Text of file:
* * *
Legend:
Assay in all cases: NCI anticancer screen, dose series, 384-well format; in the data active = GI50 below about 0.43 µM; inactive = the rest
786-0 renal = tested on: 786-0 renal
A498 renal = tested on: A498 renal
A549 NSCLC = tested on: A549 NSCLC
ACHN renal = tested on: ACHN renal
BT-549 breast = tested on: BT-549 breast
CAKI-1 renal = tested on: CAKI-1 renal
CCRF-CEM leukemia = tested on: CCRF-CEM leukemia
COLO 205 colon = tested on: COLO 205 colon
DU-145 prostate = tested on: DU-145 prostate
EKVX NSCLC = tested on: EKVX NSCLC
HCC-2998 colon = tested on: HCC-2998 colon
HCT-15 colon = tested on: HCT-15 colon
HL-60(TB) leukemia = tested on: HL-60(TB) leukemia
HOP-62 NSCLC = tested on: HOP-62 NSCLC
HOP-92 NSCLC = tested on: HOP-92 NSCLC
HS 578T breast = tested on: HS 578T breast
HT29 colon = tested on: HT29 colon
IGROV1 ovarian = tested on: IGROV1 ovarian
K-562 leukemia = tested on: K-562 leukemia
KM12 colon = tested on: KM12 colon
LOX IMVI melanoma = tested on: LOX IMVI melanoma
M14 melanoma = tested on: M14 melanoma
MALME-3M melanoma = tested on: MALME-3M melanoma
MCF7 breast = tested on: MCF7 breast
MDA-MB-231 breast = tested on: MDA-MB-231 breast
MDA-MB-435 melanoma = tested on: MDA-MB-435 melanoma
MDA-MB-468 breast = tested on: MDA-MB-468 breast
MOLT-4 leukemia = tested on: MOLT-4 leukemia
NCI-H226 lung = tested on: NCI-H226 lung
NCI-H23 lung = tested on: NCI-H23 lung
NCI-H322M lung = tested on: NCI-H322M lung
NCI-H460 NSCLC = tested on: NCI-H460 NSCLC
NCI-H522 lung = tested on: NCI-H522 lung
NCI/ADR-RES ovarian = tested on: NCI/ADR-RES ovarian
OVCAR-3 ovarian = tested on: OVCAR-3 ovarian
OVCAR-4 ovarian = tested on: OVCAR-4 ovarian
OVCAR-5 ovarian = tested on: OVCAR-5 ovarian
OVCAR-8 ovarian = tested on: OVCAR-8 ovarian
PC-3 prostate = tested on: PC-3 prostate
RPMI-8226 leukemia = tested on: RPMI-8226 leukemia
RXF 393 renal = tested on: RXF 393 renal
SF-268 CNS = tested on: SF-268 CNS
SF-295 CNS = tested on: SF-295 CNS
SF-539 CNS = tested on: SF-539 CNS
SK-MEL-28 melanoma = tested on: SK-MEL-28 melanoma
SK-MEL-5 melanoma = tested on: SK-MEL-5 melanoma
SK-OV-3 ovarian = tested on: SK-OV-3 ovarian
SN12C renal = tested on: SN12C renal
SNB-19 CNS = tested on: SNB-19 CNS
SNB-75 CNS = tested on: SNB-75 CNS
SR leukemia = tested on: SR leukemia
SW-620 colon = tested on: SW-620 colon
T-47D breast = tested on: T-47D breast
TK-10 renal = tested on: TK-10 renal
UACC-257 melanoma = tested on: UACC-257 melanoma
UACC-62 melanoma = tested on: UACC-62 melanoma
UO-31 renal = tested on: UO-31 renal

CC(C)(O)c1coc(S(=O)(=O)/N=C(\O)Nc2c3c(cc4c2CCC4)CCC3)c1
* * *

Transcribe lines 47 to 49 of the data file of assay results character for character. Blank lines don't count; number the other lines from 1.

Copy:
SK-MEL-28 melanoma = tested on: SK-MEL-28 melanoma
SK-MEL-5 melanoma = tested on: SK-MEL-5 melanoma
SK-OV-3 ovarian = tested on: SK-OV-3 ovarian